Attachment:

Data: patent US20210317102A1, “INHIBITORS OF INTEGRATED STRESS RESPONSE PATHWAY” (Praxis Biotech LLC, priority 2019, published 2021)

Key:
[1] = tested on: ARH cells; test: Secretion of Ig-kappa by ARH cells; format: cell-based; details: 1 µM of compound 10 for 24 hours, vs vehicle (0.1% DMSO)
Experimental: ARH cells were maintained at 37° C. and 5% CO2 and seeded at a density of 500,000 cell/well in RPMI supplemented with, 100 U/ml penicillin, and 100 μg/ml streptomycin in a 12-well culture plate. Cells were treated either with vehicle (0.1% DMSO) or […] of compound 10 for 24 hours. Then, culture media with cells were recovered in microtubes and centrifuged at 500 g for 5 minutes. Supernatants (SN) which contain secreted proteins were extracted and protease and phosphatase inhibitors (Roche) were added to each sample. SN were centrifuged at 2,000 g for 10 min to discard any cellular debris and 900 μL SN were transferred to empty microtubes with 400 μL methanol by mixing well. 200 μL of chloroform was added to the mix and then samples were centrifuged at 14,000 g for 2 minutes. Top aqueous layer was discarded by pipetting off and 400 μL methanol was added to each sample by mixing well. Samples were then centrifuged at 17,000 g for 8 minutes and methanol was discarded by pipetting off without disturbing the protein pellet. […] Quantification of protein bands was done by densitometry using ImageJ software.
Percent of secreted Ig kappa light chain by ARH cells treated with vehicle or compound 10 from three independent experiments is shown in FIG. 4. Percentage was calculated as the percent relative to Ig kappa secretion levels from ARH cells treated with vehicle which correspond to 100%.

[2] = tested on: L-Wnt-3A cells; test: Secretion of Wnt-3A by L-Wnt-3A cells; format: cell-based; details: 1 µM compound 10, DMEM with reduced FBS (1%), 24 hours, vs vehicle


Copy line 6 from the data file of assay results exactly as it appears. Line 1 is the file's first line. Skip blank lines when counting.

[2] = tested on: L-Wnt-3A cells; test: Secretion of Wnt-3A by L-Wnt-3A cells; format: cell-based; details: 1 µM compound 10, DMEM with reduced FBS (1%), 24 hours, vs vehicle